As teenagers progress through high school, the warnings to their parents about college admissions become an ever-louder drum beat that is nearly impossible to escape. With my eldest child, I braced myself for his junior year terrified at my ignorance on the subject. But anticipating only what we have been conditioned to fear can keep us from realizing a broader parenting experience. I have been through this process twice and our youngest will begin college in the fall. With the admitted benefit of 20/20 hindsight, here is my list of The Good, The Bad and The OMG of college admissions.
I loved the college road trips I took with my kids. Though the info sessions and college tours are now a blurry mashup of dozens of schools, I have vivid memories of dinners we shared and decisions each child revealed while on the road. I may never again have a chance for such prolonged one-on-one time with each of my children as I did while they were hunting for colleges. I was happy when we traveled together and I relied on them for navigation and a sharp eye for the closest Starbucks. I am grateful that on this one part of the process, parental involvement is a necessity.
The learning curve in college admissions is steep and families who are guided along it by experienced professionals are fortunate. I am deeply grateful for the counselors who worked with our kids (and me) and for the teachers who wrote their letters of recommendation. For each applicant this is a unique experience, but for the teachers annually pressed into duty, I cannot imagine a more Sisyphean example of their duties.
We know our kids inside and out and yet, while they search for schools, they will likely cast a net with picks that make little sense to us. From spring of junior year through fall of senior year, kids discover much about the schools and, more importantly, about themselves. As your child gains a stronger sense of her strengths (and weaknesses) and priorities, you have a window into her reasoning skills. Once kids head off to college, we won’t have the same front row seats as we do now.
The National Center for Education Statistics reports that the number of US high school graduates peaked in 2010 and that college applicant growth has slowed, mainly because of a levelling in high school graduation rates. However, if your child hopes to find a spot among the most selective schools, the acceptance rates at those colleges continues to shrink to, in some cases, single digits. Who gets in and who doesn’t begins to seem random. This feeling of having little control over the process causes kids and parents to be misguided and mistaken. It becomes difficult to beat back feelings of frustration and anxiety.
Test prep, test taking, test results dominate time for juniors and are a major source of the college application stress. I was accustomed to seeing my two exhausted kids trudge home after school and sports. Once they refueled, they would bounce back to normal. But when the SAT’s, ACT’s, SATII’s, and APs were loaded on top their regular school work, what they needed – more than 24 hours in a day – no one could give them.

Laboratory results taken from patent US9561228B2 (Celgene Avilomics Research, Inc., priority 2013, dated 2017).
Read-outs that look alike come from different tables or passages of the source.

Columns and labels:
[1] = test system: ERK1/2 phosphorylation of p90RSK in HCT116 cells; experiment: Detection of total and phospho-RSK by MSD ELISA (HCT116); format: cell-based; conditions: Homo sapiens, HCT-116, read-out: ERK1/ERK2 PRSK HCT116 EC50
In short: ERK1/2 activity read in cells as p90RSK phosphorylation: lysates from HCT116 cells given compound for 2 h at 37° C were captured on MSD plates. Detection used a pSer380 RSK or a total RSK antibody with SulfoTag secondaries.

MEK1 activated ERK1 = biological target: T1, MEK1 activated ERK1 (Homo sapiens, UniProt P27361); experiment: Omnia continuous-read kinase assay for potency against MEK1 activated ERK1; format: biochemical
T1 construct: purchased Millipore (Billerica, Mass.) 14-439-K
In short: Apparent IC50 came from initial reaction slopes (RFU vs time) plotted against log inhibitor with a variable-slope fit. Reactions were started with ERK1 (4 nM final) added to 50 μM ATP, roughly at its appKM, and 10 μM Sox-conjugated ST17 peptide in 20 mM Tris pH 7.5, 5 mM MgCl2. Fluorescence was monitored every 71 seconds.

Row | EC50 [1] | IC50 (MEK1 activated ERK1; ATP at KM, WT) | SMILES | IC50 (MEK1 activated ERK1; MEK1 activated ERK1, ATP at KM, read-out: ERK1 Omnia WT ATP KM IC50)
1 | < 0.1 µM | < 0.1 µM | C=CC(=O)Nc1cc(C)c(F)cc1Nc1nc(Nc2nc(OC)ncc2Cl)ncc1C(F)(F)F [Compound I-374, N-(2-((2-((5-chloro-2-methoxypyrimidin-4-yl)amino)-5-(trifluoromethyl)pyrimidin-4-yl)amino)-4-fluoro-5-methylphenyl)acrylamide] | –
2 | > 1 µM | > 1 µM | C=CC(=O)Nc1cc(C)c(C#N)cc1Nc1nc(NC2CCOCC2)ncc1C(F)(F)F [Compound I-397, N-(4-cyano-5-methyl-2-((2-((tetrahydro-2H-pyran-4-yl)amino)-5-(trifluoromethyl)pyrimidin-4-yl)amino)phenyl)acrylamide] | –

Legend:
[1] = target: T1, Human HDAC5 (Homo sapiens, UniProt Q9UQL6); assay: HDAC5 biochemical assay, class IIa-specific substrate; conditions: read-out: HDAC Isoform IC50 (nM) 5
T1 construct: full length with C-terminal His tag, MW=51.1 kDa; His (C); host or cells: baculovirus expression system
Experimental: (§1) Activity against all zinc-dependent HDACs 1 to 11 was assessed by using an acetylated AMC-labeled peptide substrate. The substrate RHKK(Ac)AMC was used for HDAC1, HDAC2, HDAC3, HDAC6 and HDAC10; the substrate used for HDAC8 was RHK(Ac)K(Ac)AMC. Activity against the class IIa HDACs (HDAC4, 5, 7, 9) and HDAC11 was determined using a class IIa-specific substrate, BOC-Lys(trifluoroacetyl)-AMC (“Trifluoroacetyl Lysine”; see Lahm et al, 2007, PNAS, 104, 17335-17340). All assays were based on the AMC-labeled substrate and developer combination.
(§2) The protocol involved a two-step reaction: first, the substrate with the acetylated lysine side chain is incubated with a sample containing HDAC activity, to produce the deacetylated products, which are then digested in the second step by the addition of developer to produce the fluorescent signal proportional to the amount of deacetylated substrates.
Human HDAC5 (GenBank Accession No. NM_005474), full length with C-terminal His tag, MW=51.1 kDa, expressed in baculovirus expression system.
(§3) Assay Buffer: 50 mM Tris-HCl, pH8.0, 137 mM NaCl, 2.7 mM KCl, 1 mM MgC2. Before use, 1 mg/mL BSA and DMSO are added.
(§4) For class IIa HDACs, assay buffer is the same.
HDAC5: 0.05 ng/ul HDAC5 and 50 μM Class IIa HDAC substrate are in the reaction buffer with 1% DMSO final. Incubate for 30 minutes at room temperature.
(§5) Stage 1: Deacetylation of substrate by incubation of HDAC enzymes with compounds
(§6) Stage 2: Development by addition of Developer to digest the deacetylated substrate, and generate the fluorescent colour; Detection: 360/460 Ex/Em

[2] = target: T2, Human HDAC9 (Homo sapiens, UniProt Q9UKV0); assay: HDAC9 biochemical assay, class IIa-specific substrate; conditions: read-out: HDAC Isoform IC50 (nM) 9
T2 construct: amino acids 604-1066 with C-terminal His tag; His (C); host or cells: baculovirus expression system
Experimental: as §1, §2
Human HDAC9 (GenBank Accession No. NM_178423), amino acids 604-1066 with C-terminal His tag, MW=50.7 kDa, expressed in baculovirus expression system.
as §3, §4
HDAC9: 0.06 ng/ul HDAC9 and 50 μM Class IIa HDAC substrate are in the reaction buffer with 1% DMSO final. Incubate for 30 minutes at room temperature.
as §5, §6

Devil in the Details
Kids have school assignments, tests, essays, sports, and extracurriculars and they work hard to juggle the competing demands on their time. Deadlines can be missed and opportunities slip through the cracks. Even with parents and counselors assisting, the volume and variety of steps needed for each application is daunting.
According to The Washington Post, “For 35 years, women have outnumbered men in American colleges. Federal data show that female students became the majority in 1979 and for the past decade have accounted for about 57 percent of enrollment at degree-granting institutions.” To gauge the impact of gender bias in admissions, reporters analyzed admissions statistics at 128 colleges and universities accepting fewer than 35% of its applicants and found that girls were admitted at a higher rate at 48, but at a lower rate at 64. Along with deciding between large/small, urban/rural, liberal arts/university, girls would be well-advised to drill down in the statistics to see if their gender is a competitive disadvantage.
Kids who apply early decision put substantial emotional eggs into one college basket. If the decision is anything but a “yes,” there is an awful moment of crushed spirits.
A Different Child
When you are on the road with your child visiting a school one day, there will be a moment when you witness him walking apart from you. You will see a different child than the 17-year-old who comes home from school and sits at the kitchen table with you. You will envision your child as a college freshman, independent and, really, quite grown up. At this moment you will do your best to keep from tearing up.
As he goes through the process, he will single out a school as “the one,” his favorite over all others. Although you and his counselor can add your perspectives, this is a decision that only your child can make. It is a very grown up decision for kids, the beginning of many to come that they will tackle independent of us.
Your senior will hold a letter in her hand or will sit in front of the computer knowing the decision for a favorite college has been released. Deep breaths (both of you), letter open, computer button pushed. If the first few words are “Congratulations, you have been admitted,” you will witness a smile that, basically, defines happiness. All the tests, the essays, the hard work in school, the trips, the incessant talking about college now melts away. You have (both) arrived on the other side.